The tone of the field school is thus critically optimistic – eschewing both debilitating pessimism and oblivious optimism about our present condition and future opportunities. We are buoyed by Hawken’s (2009) reflections that, “if you look at the science about what is happening on earth and aren’t pessimistic, you don’t understand the data... but if you meet the people who are working to restore this earth and the lives of the poor, and you aren’t optimistic you haven’t got a pulse.” We intend the field school to inspire students to approach unflinchingly the daunting task of promoting robust, sustainable communities and the cultural-political barriers in the way. We seek to incite a bit of anger, but also hope and commitment to “confronting despair, power and incalculable odds to restore some semblance of grace, justice and beauty in this world” (Hawken 2009).
Meeting with planners, activists, scholars, and others grappling with the daunting social and ecological challenges faced by cities (in this case in Northern Europe) students are tasked with asking and answering increasingly more nuanced and qualified questions piercing the who, what, where, when, why and how of sustainability.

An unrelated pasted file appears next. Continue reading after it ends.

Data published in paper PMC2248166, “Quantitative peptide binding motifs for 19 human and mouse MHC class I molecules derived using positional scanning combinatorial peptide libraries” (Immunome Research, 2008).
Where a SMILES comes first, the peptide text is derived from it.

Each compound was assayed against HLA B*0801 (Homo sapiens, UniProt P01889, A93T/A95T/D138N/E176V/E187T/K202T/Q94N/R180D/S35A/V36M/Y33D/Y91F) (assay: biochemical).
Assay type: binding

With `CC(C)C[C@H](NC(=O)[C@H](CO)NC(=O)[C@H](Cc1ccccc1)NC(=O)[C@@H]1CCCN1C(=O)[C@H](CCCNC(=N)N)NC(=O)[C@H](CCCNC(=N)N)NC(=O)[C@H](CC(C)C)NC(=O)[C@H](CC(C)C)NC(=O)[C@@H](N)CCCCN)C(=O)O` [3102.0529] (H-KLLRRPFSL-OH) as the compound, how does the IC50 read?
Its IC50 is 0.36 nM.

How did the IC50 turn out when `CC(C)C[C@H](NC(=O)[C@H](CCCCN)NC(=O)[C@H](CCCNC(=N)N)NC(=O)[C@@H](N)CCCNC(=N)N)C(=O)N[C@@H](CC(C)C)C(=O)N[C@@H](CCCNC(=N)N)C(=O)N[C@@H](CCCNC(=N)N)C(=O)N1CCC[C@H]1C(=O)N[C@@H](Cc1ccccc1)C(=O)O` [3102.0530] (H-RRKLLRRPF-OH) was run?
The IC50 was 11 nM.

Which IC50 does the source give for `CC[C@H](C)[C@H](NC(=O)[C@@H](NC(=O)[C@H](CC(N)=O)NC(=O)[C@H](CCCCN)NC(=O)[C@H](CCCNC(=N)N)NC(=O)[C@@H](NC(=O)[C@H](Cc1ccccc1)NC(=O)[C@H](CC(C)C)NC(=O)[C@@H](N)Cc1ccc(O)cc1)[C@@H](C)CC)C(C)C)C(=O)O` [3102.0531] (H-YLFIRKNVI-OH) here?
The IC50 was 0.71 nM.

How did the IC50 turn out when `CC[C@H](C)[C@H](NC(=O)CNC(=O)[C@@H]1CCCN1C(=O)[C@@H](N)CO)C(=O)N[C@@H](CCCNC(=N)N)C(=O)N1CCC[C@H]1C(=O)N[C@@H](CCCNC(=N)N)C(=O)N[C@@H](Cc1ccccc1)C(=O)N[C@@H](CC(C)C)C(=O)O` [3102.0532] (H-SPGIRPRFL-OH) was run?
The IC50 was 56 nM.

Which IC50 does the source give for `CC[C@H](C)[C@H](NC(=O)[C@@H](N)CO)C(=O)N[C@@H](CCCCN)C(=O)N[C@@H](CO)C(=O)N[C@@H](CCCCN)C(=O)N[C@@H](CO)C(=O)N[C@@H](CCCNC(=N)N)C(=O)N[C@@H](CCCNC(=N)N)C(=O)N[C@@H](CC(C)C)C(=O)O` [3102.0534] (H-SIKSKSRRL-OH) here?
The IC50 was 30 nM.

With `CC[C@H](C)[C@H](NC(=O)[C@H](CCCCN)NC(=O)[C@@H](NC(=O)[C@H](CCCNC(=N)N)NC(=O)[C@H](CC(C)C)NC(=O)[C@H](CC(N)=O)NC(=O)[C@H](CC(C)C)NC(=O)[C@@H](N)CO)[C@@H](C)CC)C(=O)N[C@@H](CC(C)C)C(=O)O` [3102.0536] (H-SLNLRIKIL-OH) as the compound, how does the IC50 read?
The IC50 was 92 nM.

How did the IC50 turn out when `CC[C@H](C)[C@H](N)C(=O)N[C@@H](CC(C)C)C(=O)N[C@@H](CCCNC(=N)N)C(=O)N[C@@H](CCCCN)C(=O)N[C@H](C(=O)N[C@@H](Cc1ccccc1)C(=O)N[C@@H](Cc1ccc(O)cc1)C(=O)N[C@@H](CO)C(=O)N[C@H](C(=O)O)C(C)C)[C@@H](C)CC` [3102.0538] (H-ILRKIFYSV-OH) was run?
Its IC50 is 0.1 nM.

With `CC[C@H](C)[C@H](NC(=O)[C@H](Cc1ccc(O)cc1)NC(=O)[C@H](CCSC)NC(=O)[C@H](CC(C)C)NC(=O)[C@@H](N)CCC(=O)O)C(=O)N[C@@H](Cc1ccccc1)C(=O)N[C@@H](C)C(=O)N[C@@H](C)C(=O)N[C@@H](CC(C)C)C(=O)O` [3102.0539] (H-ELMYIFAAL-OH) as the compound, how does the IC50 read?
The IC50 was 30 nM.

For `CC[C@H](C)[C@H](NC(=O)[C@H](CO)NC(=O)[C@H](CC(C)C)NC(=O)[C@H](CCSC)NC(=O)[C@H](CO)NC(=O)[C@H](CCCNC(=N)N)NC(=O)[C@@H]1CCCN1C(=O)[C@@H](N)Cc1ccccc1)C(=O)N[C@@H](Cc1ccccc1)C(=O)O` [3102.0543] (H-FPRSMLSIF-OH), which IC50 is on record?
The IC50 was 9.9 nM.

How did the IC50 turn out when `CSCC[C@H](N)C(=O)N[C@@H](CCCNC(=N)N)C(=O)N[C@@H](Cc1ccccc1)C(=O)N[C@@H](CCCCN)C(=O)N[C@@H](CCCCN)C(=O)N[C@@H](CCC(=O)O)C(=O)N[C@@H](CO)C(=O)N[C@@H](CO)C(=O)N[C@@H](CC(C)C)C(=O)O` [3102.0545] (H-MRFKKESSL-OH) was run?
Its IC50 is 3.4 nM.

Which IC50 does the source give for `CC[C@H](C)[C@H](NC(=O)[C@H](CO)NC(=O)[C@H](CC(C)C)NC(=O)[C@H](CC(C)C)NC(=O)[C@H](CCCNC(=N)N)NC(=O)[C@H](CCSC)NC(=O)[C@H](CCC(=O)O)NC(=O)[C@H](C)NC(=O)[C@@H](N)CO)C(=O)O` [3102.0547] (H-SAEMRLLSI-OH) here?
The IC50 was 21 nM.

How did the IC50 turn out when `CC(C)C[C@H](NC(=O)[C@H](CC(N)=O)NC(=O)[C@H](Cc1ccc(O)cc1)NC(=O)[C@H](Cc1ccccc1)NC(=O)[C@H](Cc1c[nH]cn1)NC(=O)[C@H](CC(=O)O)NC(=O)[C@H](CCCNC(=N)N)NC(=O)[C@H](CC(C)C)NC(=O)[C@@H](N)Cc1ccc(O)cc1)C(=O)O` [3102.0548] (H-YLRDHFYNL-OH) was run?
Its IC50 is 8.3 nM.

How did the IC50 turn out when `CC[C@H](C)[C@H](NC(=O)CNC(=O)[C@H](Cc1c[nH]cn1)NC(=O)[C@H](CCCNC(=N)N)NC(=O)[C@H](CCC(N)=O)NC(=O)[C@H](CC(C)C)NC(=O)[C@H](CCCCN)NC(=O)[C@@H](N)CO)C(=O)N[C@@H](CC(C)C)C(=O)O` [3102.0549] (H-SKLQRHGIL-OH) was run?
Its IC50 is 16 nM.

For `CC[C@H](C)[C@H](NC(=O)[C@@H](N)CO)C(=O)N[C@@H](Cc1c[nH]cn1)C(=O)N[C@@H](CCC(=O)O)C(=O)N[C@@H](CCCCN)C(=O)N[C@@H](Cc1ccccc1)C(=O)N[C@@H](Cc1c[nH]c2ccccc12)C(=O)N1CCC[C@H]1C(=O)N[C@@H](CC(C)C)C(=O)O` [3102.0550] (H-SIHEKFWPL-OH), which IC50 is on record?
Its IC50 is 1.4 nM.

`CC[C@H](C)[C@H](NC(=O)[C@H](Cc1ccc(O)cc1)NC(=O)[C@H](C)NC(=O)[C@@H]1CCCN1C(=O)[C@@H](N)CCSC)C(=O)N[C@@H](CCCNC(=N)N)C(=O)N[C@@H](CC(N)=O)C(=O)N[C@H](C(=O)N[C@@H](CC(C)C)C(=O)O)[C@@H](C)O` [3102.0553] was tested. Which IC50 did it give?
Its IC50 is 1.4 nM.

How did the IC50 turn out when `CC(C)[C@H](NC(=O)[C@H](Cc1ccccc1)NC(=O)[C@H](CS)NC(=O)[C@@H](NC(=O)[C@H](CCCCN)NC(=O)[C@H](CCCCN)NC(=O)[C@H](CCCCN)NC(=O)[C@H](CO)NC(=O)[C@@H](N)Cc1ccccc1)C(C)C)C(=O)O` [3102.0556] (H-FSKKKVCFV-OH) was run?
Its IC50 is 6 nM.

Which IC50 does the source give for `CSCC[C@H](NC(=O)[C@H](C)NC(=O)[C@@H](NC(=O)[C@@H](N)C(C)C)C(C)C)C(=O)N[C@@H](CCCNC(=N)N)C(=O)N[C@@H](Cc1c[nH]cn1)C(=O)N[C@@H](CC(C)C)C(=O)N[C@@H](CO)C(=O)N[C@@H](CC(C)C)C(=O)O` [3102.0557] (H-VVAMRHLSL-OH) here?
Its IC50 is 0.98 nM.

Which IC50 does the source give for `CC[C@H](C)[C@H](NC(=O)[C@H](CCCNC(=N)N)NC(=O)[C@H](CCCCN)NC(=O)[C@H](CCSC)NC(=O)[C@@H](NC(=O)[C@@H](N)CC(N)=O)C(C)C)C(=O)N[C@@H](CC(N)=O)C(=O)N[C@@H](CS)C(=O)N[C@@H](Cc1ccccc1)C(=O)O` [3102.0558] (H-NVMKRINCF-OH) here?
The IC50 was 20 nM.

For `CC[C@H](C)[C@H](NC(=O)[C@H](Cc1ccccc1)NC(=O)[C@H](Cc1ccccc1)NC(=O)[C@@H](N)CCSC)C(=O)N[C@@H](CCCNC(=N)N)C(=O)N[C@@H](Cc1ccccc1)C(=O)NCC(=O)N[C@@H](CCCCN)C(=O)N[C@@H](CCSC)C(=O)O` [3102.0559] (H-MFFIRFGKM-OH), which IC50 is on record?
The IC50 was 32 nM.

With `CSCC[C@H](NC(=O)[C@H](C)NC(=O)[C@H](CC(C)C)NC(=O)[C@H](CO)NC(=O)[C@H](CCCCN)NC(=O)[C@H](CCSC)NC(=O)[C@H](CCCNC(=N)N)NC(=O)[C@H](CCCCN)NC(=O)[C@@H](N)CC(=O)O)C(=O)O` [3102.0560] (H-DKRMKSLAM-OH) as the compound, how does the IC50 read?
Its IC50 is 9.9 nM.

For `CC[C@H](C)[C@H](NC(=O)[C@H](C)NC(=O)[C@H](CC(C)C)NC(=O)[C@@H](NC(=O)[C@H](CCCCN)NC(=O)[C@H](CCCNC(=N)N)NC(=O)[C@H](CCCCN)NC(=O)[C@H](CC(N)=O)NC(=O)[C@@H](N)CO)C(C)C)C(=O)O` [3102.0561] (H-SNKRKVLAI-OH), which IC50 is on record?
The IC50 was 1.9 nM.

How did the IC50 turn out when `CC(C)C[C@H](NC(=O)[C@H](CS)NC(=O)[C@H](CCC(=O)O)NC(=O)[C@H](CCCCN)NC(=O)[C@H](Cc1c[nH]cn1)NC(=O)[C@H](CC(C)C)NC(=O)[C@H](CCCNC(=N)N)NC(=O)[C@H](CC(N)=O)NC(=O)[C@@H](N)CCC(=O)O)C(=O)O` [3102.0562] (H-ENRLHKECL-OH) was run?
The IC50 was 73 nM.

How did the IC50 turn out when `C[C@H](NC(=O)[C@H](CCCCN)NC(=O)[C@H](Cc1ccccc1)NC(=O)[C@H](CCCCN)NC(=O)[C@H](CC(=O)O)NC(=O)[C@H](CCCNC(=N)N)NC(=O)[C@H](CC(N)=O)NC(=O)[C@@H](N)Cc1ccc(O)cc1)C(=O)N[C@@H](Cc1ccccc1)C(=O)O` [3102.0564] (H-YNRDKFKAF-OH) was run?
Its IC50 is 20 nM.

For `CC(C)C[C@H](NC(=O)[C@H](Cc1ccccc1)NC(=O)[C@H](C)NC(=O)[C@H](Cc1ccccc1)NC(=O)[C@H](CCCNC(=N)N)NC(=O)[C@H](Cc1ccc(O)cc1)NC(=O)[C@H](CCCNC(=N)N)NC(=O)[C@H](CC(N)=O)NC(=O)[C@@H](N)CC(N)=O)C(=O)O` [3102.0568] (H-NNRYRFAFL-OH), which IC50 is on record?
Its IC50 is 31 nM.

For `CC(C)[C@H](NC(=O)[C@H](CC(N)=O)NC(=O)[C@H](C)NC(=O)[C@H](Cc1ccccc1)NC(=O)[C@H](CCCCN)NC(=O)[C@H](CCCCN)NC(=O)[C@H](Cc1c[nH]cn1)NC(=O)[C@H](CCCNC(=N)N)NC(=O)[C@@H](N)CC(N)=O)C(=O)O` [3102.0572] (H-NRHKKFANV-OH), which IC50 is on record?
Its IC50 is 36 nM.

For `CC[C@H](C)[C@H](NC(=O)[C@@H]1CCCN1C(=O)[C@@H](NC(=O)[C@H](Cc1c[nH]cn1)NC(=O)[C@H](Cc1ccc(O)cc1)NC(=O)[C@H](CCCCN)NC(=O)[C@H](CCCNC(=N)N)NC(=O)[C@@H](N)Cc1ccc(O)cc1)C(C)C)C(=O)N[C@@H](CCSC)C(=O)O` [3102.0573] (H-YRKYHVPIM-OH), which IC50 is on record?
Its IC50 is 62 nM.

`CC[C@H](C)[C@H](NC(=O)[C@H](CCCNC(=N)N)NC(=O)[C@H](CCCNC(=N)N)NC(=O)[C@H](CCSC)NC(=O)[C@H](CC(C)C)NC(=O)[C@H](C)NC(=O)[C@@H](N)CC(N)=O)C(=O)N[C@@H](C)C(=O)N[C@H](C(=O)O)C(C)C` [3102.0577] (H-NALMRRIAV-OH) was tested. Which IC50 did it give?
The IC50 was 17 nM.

The field school focuses on "sustainable communities", but our interest is not in uncritically celebrating "sustainability". Students are tasked with unpacking how this or related terms e.g. "livability", "resilience", "net-positive" have been understood, struggled over, implemented, and / or resisted on the ground in the specific, complex urban contexts we visit. We seek to learn from inspiring efforts to cultivate better urban living, but not without asking piercing questions after the who, what, where, when, why, and how of sustainability.